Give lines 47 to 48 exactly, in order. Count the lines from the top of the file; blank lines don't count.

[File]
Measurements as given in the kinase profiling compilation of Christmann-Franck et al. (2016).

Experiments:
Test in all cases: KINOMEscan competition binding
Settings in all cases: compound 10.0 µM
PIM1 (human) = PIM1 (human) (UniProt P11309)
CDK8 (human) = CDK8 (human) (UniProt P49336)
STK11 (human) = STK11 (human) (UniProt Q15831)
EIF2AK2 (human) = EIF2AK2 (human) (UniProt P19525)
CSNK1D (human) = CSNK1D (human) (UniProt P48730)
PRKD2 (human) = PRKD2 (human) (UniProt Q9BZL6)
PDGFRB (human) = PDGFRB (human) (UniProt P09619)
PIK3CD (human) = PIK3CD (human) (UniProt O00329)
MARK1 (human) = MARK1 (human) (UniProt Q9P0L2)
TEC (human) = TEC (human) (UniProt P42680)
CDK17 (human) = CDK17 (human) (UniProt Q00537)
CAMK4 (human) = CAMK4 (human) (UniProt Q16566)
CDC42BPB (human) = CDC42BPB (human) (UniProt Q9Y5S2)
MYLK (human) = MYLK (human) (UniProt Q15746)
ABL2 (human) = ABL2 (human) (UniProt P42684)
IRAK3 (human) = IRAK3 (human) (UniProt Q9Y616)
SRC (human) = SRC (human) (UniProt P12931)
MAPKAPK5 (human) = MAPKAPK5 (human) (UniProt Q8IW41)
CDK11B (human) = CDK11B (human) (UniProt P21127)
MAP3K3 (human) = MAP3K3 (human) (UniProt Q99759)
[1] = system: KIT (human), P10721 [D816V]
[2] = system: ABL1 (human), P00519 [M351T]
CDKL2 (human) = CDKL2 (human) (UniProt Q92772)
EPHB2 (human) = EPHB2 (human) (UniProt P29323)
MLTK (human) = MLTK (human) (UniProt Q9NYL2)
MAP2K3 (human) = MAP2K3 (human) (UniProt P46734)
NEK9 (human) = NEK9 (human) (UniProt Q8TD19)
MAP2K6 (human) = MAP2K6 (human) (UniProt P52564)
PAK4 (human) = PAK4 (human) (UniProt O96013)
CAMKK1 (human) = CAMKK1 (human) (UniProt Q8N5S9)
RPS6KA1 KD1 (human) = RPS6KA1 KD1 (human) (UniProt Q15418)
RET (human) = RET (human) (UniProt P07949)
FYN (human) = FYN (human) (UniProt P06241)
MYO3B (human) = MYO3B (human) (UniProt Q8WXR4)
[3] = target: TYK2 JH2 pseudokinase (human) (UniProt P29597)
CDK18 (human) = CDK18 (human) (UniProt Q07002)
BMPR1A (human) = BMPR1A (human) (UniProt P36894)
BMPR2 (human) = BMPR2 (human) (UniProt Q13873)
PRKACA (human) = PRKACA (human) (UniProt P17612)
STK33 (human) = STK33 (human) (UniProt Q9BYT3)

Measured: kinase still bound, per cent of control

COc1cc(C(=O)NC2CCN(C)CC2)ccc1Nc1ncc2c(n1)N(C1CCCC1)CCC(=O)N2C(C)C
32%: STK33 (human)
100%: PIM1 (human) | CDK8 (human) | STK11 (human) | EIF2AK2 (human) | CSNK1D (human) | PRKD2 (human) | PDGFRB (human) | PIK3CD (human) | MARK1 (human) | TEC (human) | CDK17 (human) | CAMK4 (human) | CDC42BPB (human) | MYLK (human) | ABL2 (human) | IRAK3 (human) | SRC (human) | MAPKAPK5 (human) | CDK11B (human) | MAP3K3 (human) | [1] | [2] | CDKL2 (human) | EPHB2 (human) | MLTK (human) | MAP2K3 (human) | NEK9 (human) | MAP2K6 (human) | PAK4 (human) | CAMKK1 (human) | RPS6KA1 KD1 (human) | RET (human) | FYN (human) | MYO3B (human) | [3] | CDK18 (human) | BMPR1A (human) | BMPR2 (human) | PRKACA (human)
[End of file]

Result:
32%: STK33 (human)
100%: PIM1 (human) | CDK8 (human) | STK11 (human) | EIF2AK2 (human) | CSNK1D (human) | PRKD2 (human) | PDGFRB (human) | PIK3CD (human) | MARK1 (human) | TEC (human) | CDK17 (human) | CAMK4 (human) | CDC42BPB (human) | MYLK (human) | ABL2 (human) | IRAK3 (human) | SRC (human) | MAPKAPK5 (human) | CDK11B (human) | MAP3K3 (human) | [1] | [2] | CDKL2 (human) | EPHB2 (human) | MLTK (human) | MAP2K3 (human) | NEK9 (human) | MAP2K6 (human) | PAK4 (human) | CAMKK1 (human) | RPS6KA1 KD1 (human) | RET (human) | FYN (human) | MYO3B (human) | [3] | CDK18 (human) | BMPR1A (human) | BMPR2 (human) | PRKACA (human)